Riedel has been innovating in glassware for centuries, known for its grape-varietal-specific glassware that changed the way in which people taste and enjoy wine. The brand’s new Winewings collection of glasses once again aims to enhance the practice of drinking wine, writes Belinda Craigie.
It’s difficult to picture a modern table setting without the wine glass. Not only has it become so integral to the art of dining, but its evolution has seen many shapes and sizes emerge to complement both the wine poured and the occasion commemorated.
As an 11th generation family business with more than 260 years of expertise in making glass, Riedel is an industry leader in the category. Based in Kufstein, Austria, the business employs more than 1,000 people and operates three factories producing glassware for its three brands – Riedel, Spiegelau and Nachtmann.
Though the family has a history of creating glass for a range of uses, the last three generations of the Riedel family have turned their focus to the way that wine is consumed and enjoyed. Ninth-generation Claus J. Riedel released the Sommeliers range of wine glasses in 1973, which was the first grape-varietal-specific stemware collection designed to enhance a wine’s distinctive aromatic and taste characteristics. The glasses achieved worldwide recognition and remain highly regarded, both within the wine industry and among oenophiles.
‘All our glasses, I like to call them conveyor belts. They carry the wine to the nose, to the palate – the bend speeds up or slows down the wine to our palate and it brings different angles, offering more fruit or more acidity, depending on the variety, to be recognised by our brain’, explains 11th generation CEO Maximilian J. Riedel (pictured, top).
In addition to its grape-specific designs, the company is also commissioned by some of the world’s biggest brands – from Krug to Nespresso – to create specialised shapes that enhance the aroma and flavour of a beverage. The family’s contributions to the design of the modern wine glass have been commemorated in the permanent collection at the Museum of Modern Art in New York, and Riedel has collaborated on special limited-edition releases, such as a series of four rainbow wine decanters in partnership with the Elton John AIDS Foundation.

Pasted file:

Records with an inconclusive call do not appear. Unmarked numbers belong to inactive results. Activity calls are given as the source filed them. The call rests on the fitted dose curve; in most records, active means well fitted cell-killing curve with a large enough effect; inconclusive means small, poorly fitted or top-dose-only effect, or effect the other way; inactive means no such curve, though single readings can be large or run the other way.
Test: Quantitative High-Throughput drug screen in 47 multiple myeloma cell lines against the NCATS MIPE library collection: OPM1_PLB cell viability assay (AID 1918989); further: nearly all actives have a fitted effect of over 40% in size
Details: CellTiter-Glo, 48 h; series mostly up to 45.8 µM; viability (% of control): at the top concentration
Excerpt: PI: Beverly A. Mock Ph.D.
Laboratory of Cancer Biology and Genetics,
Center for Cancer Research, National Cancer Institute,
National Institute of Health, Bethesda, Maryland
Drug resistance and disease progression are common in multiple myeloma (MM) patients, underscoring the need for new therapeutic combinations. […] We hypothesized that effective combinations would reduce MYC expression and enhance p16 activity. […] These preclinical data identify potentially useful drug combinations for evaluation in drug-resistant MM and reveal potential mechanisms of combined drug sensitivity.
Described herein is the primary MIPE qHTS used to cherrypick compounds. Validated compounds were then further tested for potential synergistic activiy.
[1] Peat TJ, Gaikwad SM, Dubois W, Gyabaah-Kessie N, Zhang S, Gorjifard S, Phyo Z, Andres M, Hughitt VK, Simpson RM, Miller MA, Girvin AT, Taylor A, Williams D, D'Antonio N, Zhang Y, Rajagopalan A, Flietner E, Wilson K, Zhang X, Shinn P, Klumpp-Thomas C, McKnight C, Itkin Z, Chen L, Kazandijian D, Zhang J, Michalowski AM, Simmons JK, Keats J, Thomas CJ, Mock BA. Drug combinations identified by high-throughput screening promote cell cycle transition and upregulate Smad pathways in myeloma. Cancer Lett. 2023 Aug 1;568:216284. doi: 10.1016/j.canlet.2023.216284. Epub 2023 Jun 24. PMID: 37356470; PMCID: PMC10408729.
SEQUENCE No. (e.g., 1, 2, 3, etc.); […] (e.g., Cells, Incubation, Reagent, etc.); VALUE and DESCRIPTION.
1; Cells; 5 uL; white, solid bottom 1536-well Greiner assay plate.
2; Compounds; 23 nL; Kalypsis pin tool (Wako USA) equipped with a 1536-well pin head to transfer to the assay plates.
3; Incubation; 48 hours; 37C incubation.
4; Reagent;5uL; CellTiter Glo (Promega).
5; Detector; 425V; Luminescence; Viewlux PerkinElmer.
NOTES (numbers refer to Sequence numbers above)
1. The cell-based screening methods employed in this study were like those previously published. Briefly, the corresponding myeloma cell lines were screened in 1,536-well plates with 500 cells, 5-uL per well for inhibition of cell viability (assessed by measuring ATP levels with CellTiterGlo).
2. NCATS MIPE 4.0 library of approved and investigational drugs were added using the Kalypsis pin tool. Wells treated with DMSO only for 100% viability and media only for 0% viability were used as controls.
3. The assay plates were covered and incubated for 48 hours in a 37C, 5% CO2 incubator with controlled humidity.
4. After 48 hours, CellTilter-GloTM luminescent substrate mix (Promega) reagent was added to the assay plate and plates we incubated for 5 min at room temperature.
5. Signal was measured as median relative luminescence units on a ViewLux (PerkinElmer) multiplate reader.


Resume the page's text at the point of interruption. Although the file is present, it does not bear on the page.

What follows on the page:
At the helm of the business since 2013, Maximilian has inherited the family flair for innovative glass design. In 2004, he released the brand’s stemless ‘O’ glassware and he is also the principal designer of Riedel’s range of eye-catching and often colourful decanters.
‘We cover everything when it comes to glass design and glass production,’ he says. ‘Because of our passion for wine, we believe that we produce the best wine glasses in the world.’
Recognising that the trade presented an opportunity for expansion through wine distributors and hospitality venues, Maximilian and his father, Georg, also instigated the Riedel Restaurant range in 2001 – a collection of the brand’s popular glasses made especially for on-premise use in hotels, restaurants and bars which are defined by their enhanced durability and ease of storing. Maximilian points to the restaurant industry as a strong focus in 2020, noting that it now accounts for close to 50 per cent of the business.
Riedel’s latest release is yet another innovation for wine connoisseurs to clink glasses to. As a final farewell to the industry, Georg Riedel has designed a collection called Riedel Winewings. An unusually shaped set of seven glasses, the collection is said to further enhance the unique characteristics of a wine such as aroma, minerality, fruit, and acidity. Prompted by a customer request to create the ultimate glass from which to enjoy Cabernet Sauvignon, Georg was inspired to make a new flat-bottomed glass with curved walls, which evolved to become seven glasses, each representing the most popular grape varietals; three white, three red and one for sparkling wines.
‘We make our first impressions by eye when assessing our chosen wine in the glass, and then we smell before we ever taste,’ said Georg about the functionality of the new design. ‘I chose a flat and stretched bottom, with a wing-like shape to increase the surface between wine and air, which increases the levels of evaporation and develops a greater intensity of aroma.’ While the brand’s other varietal-specific glasses are discernible by their shape, Riedel Winewings are comparatively more difficult to distinguish and for the first time, the grape variety has been stamped on the base of every glass.
Riedel’s consistent quest for creativity and pushing the bounds of what glassware represents is in part due to changes in how people are buying, collecting and drinking wine, says Maximilian:
‘We use [our] senses so that the wine really speaks to us and we get the most out of it. If I had told you this 30 years ago, no one would have really cared because there were wine drinkers and non-wine drinkers. Now, wine is very expensive. And if you’re investing in a bottle of wine, you want to get the most out of that investment.’